PARIS: France’s ambassador to Niger will stay in the country despite pressure to leave from leaders of a recent coup, President Emmanuel Macron said in a speech to diplomats on Monday.
Macron also reiterated France’s support to Niger’s ousted president Mohamed Bazoum, whose decision not to resign Macron called courageous.
“I think our policy is the right one. It’s based on the courage of President Bazoum, and on the commitments of our ambassador on the ground who is remaining despite all the pressure, despite all the declarations made by the illegitimate authorities,” said Macron.
Macron also dismissed calls from some in the United States and Europe for Western powers to give up on Bazoum.
“We do not recognize those who have carried out the putsch, we support a president who has not stepped down, and besides whom we remain engaged,” said Macron.
On Friday, Niger’s junta, which seized power in a coup on July 26, said on Friday it had ordered French ambassador Sylvain Itte to leave the country within 48 hours, as relations between the West African country and its former colonial ruler deteriorated further.
Like recent coups in neighboring Burkina Faso and Mali, the military takeover in Niger came amid a growing wave of anti-French sentiment, with some locals accusing the European country of interfering in their affairs.
In a statement, the junta-appointed foreign ministry said the decision to expel the ambassador was a response to actions taken by the French government that were “contrary to the interests of Niger.”
It said these included the envoy’s refusal to respond to an invitation to meet Niger’s new foreign minister.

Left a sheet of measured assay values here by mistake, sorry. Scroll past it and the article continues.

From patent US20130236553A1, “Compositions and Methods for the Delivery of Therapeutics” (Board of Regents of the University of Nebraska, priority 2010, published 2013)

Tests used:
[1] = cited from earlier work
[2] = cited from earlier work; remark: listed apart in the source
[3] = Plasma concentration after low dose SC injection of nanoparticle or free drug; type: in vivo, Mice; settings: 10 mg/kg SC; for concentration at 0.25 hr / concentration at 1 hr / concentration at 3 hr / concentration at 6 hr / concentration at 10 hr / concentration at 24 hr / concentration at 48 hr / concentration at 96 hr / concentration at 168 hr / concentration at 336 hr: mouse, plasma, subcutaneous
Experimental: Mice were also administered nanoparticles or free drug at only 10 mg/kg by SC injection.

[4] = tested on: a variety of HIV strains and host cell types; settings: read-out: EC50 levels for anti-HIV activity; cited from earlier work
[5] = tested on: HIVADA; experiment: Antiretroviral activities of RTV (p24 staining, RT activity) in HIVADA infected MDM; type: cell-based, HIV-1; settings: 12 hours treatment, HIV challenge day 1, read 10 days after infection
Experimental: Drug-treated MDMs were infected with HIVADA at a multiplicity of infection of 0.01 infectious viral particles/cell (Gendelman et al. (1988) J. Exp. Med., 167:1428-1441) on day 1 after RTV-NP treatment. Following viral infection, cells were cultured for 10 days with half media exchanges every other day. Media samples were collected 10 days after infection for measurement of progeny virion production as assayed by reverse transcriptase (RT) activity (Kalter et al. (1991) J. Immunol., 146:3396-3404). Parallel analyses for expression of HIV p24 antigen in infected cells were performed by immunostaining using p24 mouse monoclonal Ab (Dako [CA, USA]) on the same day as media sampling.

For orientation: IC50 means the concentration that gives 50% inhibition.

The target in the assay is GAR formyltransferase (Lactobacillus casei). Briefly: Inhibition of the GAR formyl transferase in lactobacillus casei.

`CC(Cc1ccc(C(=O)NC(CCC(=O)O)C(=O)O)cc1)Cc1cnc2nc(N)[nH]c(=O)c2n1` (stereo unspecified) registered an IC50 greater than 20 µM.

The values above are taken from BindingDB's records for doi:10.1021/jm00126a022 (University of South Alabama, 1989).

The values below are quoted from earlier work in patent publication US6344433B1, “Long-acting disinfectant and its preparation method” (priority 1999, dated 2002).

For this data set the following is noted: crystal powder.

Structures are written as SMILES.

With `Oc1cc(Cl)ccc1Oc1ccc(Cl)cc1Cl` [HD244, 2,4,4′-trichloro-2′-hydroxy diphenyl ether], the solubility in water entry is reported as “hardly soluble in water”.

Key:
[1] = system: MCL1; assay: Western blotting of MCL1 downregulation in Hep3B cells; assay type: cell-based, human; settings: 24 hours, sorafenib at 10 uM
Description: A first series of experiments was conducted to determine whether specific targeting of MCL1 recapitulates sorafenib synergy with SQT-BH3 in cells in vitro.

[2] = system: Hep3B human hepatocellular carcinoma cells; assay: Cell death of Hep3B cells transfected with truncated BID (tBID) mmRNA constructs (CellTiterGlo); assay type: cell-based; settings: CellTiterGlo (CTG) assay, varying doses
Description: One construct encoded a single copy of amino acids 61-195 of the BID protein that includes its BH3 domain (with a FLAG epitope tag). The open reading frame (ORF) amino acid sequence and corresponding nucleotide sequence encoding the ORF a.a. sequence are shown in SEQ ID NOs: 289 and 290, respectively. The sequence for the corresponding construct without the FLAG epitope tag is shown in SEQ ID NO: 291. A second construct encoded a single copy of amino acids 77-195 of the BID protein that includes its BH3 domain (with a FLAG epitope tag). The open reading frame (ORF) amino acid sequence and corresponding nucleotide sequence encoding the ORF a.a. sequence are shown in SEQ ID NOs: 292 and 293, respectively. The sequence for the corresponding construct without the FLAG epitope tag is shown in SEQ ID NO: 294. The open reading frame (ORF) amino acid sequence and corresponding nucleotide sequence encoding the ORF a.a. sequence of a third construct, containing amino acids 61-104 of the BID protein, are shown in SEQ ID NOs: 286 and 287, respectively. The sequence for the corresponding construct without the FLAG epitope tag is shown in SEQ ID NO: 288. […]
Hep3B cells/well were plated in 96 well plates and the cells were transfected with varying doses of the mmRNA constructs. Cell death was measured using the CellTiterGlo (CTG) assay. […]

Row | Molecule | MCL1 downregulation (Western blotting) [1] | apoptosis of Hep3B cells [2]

The French foreign ministry did not immediately reply to a request for comment.
Official-seeming statements were shared widely online on Friday that appeared to show Niger ordering the US ambassador and German ambassador to leave the country in similar terms to the statement about the French envoy.
The US State Department on Friday said Niger had informed it this had not been issued by its foreign ministry. “No such request has been made to the US government,” it said.
The United States has been pressing for a diplomatic resolution of the crisis that erupted on July 26 when Niger military officers seized power, deposed President Mohamed Bazoum and placed him under house arrest.
The new US Ambassador to Niger Kathleen Fitzgibbons only arrived in the capital, Niamey, earlier this month.
A source in the junta and a Nigerien security source said only the French ambassador had been asked to leave.
The ultimatum against the French envoy was quickly rejected by Paris, which repeated that it did not recognize the military rulers’ authority, according to a report by AFP.
“The putschists do not have the authority to make this request, the ambassador’s approval coming solely from the legitimate elected Nigerien authorities,” the AFP report quoted the French foreign ministry as saying on Friday.
The coup has pushed Niger’s long-standing relationship with France to breaking-point and this latest move raises further doubts about the future of joint military efforts to fight an Islamist insurgency in the conflict-torn Sahel region.
France has called for President Mohamed Bazoum to be returned to office following his ouster and has said it would support efforts by West African regional bloc ECOWAS to overturn the coup.
It has also not officially recognized a decision by the junta in early August to revoke a raft of military agreements with France, saying these had been signed with Niger’s “legitimate authorities.”